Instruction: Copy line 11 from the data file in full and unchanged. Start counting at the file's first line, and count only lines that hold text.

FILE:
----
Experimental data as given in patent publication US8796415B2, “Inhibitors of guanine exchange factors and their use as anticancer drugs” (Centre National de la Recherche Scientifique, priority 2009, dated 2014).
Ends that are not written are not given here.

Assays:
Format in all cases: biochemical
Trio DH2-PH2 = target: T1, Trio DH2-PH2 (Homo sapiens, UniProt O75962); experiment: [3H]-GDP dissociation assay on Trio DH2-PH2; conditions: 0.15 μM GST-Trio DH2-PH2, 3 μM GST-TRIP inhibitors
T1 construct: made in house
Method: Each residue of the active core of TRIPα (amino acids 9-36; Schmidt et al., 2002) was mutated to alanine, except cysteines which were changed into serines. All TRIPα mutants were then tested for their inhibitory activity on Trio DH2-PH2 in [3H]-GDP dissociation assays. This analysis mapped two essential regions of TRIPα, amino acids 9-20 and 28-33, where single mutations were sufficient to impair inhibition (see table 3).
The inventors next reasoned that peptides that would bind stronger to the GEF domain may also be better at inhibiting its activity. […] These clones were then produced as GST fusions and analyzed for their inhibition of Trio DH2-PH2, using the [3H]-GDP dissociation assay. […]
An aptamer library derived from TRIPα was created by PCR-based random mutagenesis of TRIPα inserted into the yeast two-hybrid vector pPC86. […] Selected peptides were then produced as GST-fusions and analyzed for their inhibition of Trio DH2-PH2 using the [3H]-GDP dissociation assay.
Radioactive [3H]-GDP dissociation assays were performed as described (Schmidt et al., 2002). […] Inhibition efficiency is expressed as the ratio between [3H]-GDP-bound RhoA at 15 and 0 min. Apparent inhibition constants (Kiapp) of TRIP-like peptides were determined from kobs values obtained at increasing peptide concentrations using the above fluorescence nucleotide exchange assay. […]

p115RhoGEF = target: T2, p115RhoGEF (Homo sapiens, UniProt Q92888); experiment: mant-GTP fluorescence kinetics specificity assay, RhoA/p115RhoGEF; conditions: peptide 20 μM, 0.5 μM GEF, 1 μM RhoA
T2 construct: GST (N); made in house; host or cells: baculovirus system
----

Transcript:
p115RhoGEF = target: T2, p115RhoGEF (Homo sapiens, UniProt Q92888); experiment: mant-GTP fluorescence kinetics specificity assay, RhoA/p115RhoGEF; conditions: peptide 20 μM, 0.5 μM GEF, 1 μM RhoA